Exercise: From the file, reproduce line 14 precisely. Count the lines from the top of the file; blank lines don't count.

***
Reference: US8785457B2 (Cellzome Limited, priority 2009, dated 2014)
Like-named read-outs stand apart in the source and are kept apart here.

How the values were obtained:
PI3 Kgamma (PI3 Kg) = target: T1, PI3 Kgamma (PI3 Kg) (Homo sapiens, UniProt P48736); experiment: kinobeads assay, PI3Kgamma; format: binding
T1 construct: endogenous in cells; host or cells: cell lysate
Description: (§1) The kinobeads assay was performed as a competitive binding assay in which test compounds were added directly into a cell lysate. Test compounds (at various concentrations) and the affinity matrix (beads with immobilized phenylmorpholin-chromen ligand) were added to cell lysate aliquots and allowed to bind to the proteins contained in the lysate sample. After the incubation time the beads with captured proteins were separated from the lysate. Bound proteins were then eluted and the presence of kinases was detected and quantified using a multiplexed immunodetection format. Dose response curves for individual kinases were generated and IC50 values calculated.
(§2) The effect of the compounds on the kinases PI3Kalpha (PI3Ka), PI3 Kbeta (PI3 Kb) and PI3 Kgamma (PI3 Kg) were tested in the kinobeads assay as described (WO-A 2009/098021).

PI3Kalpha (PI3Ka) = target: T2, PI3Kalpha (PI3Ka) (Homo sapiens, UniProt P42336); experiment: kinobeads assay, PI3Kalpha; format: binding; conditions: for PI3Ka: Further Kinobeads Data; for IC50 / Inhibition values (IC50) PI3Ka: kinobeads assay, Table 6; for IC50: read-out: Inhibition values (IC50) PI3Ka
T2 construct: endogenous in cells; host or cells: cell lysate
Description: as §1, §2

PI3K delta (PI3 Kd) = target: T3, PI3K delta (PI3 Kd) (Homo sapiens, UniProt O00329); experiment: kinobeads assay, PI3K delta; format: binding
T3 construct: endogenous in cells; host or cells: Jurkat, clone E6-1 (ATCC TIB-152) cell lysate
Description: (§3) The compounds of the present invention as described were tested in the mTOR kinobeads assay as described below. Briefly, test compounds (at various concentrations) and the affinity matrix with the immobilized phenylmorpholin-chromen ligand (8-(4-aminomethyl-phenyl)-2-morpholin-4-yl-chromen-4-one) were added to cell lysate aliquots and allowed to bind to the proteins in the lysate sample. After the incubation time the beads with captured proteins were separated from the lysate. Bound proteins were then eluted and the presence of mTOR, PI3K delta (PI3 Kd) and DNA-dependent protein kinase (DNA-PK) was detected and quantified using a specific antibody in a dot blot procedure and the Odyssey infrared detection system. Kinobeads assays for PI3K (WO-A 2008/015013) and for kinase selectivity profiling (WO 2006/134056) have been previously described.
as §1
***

as §1